A. Choice Of Tools

The tools used in slojd teaching must be chosen with due regard to the pupil's capacity. They ought to be neither too large nor too heavy, but such as can be easily handled. It might perhaps be considered advisable to use tools slighter in make than those generally employed in slojd-carpentry, and the question might be raised whether such small tools as are to be found in "children's tool-boxes" should not be procured. Tools of this description are, however, usually too inferior to be taken into consideration at all; and, if specially ordered in a good quality, they would be much dearer than those sold in the ordinary course of trade. This applies particularly to tools made of iron or steel. Moreover, such small tools are particularly difficult to keep in order, because they are very slight and brittle. And further, a little experience in teaching proves that children from eleven to fourteen years of age require tools quite as substantial and durable as their elders. Whether or not a tool is too heavy depends upon the person who uses it, for one child may have the strength required to use a much heavier tool than can be used by another. In connection with this it should be noted, that if children are not accustomed, while receiving instruction, to use and to keep in order the tools used in ordinary life, it will be very difficult for them to. manage them when they are older. It may be objected that if children use the ordinary knife, saw, axe, etc., they may easily hurt themselves; but this is quite as likely to happen with "toy tools." Besides, it is the duty of the teacher to insist that the children pay attention to the manner of using the tools, and use them in such a way that they do not hurt themselves.

Choice of tools for slojd teaching.

Although we maintain that the tools used in slojd teaching should be of the size generally employed, it does not therefore follow that the largest size is to be selected, but rather that the smallest should be chosen, such as the little hands of the youthful pupil can efficiently wield without much trouble. The handle of the knife should not be larger than can be grasped, though the blade may be of the usual size. The smoothing plane should be 7 1/2 inches long and 2 inches broad. The trying plane should not be unnecessarily long; 22 inches is long enough, though the breadth ought to be 3 1/2 inches, or broad enough for an iron of 2 1/2inches. If the trying plane is narrower, it is difficult to plane a surface of any size, and the smaller tool would occasion more work and trouble than one of the dimensions given above. The handles of chisels and similar tools should not be larger than is necessary. The axe should not weigh more than 2 lbs. The frames of the bow saws should be of the lighter description of those used in carpentry.

Size of tools.

As one of the aims of slojd teaching is to develop the physical powers of the pupil, each separate exercise must lead up to the next in such a way that the pupil proceeds from easier to more difficult work. But the most perfect gradation of exercises arranged on this principle will not ensure success if the teacher does not know how to choose suitable wood for the pupils' work, and does not take care that they have good tools in good condition. As we demand of the pupils work well executed and accurate in all its details, we are bound to see that they are provided with suitable wood and good tools.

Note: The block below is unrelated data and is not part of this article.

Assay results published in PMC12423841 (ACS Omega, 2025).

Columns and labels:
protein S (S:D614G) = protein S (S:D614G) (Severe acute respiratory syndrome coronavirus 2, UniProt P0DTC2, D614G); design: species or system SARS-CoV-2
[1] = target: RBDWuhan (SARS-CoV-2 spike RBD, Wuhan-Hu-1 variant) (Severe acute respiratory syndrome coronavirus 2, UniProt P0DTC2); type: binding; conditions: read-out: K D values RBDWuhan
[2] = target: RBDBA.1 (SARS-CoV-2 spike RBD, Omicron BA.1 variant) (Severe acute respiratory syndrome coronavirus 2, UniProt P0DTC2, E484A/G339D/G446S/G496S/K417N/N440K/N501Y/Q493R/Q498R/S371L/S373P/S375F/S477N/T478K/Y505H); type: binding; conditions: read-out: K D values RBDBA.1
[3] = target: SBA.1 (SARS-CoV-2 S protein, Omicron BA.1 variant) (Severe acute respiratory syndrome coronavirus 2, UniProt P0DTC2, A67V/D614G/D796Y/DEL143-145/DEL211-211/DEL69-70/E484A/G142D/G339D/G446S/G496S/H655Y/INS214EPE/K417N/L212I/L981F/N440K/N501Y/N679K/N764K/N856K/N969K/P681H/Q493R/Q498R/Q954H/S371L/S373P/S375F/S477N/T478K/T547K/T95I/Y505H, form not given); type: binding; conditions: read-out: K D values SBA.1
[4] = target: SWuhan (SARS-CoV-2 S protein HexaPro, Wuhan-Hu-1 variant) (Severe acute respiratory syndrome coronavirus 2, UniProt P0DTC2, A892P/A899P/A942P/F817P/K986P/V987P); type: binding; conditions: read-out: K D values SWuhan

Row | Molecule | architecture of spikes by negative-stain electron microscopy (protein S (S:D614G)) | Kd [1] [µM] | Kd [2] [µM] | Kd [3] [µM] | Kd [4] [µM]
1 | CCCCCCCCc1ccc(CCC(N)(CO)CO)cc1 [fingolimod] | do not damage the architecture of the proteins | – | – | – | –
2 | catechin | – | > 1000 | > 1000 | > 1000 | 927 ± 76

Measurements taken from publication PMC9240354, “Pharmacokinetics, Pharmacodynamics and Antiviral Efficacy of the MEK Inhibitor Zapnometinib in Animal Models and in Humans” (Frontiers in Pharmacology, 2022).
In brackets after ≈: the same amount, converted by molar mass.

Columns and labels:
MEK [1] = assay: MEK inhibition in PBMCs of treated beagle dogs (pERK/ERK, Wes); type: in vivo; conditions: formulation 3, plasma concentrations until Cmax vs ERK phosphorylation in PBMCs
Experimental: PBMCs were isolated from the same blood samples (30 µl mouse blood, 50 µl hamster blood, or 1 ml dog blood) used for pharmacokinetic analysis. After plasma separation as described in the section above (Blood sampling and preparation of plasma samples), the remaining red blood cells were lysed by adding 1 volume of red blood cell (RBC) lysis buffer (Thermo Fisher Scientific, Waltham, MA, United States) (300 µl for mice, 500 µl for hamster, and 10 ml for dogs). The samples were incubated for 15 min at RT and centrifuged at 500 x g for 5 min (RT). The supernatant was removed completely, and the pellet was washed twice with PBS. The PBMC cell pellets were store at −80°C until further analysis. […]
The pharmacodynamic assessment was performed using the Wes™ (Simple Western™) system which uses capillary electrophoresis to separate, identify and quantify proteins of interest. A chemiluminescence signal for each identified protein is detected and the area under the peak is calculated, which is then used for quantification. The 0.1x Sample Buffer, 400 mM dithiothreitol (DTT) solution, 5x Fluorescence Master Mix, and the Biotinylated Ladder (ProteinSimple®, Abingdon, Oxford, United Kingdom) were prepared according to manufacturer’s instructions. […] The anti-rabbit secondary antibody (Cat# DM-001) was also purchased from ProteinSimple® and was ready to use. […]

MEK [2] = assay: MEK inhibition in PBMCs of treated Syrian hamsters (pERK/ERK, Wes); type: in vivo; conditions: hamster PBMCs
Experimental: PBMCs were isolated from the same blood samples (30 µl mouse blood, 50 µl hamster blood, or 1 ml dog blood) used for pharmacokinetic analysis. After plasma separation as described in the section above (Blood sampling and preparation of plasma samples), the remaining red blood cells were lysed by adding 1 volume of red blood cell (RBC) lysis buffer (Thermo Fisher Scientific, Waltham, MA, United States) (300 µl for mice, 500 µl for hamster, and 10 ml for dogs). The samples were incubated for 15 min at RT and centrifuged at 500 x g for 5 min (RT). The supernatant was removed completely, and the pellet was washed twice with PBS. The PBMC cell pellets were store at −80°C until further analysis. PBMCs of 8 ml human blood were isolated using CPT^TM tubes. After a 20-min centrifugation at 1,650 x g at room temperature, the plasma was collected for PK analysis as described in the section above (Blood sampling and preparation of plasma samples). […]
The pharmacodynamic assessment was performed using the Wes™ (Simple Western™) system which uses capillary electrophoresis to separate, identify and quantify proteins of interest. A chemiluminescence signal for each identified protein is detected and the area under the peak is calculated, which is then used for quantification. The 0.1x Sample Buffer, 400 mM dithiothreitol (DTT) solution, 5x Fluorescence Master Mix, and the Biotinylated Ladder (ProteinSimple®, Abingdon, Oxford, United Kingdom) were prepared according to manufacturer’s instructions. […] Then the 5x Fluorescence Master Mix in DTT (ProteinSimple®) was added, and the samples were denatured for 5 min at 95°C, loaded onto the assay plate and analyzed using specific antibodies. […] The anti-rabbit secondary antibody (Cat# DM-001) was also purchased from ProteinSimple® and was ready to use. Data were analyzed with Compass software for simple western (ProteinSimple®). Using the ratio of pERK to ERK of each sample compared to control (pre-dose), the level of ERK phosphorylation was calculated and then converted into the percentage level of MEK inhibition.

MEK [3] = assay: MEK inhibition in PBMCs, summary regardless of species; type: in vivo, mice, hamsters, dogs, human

As regards suitable wood, the reader is referred to Chapter II (Wood, Or Timber). It need be merely named here that the wood must be sound, well seasoned, straight in fibre, and, as far as possible, free from knots.

The tools selected should always be of the best quality, even if these should prove rather more expensive. Instead of buying a large number of inferior tools at once, a few good ones should be procured. But it is not enough to buy good tools, they must be kept in good order. Ability to keep tools in order is an indispensable qualification in a good teacher of slojd, for if he lacks skill in this respect his teaching will also lack one of the first conditions of success. There are two rather complicated tools which are particularly difficult to keep in order, i.e., the plane and the saiv. A great deal of energy is wasted in slojd teaching if the pupils work with badly set planes or with blunt saws. Hence special care should be bestowed on these tools.

Quality of tools.

Good tools indispensable.

Practice in grinding tools and keeping them in order must be included in the instruction given. Great demands in this respect must not be made at first, but they may be gradually increased until the pupils, at least towards the end of the course, are able to grind a plane iron and sharpen a saw. If this is expected of the pupils, so much the more must it be demanded of the teacher.

Grinding tools.

The description which follows attempts to give, to some extent, detailed knowledge of the tools which are used in educational wood-slojd, together with instructions for keeping them in good condition. The illustrations accompanying the description are taken from selected tools and appliances, and the scale is indicated by the fraction after the name of the figure. Want of space prevents the insertion of complete representations of all the tools, etc. A few illustrations of this kind, particularly of benches and of a cupboard for tools, have been added on separate plates at the end of the book, for the guidance of those who wish to make these articles. The technical names are, generally speaking, those employed in carpentry; but a proportion of the names of tools, exercises, and methods of manipulation, have originated and been adopted in the course of the development of slojd teaching.